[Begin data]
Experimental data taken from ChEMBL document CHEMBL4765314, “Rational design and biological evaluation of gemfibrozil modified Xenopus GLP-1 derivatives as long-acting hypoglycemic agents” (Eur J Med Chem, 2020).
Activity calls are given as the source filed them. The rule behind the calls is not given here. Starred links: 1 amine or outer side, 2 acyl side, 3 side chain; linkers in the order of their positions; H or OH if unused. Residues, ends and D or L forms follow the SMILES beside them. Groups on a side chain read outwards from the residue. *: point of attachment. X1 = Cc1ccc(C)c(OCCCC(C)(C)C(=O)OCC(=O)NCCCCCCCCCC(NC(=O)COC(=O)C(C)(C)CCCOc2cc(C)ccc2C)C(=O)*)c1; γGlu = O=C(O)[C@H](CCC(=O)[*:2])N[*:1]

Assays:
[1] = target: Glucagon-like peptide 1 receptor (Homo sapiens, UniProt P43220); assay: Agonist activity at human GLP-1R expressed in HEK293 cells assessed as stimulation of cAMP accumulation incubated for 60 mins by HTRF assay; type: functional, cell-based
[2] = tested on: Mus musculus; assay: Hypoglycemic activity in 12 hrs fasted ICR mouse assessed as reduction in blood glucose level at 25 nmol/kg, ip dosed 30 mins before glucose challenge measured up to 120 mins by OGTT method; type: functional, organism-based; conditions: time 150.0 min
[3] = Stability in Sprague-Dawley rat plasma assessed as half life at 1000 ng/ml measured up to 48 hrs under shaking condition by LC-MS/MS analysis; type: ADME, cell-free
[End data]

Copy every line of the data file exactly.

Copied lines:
Experimental data taken from ChEMBL document CHEMBL4765314, “Rational design and biological evaluation of gemfibrozil modified Xenopus GLP-1 derivatives as long-acting hypoglycemic agents” (Eur J Med Chem, 2020).
Activity calls are given as the source filed them. The rule behind the calls is not given here. Starred links: 1 amine or outer side, 2 acyl side, 3 side chain; linkers in the order of their positions; H or OH if unused. Residues, ends and D or L forms follow the SMILES beside them. Groups on a side chain read outwards from the residue. *: point of attachment. X1 = Cc1ccc(C)c(OCCCC(C)(C)C(=O)OCC(=O)NCCCCCCCCCC(NC(=O)COC(=O)C(C)(C)CCCOc2cc(C)ccc2C)C(=O)*)c1; γGlu = O=C(O)[C@H](CCC(=O)[*:2])N[*:1]

Assays:
[1] = target: Glucagon-like peptide 1 receptor (Homo sapiens, UniProt P43220); assay: Agonist activity at human GLP-1R expressed in HEK293 cells assessed as stimulation of cAMP accumulation incubated for 60 mins by HTRF assay; type: functional, cell-based
[2] = tested on: Mus musculus; assay: Hypoglycemic activity in 12 hrs fasted ICR mouse assessed as reduction in blood glucose level at 25 nmol/kg, ip dosed 30 mins before glucose challenge measured up to 120 mins by OGTT method; type: functional, organism-based; conditions: time 150.0 min
[3] = Stability in Sprague-Dawley rat plasma assessed as half life at 1000 ng/ml measured up to 48 hrs under shaking condition by LC-MS/MS analysis; type: ADME, cell-free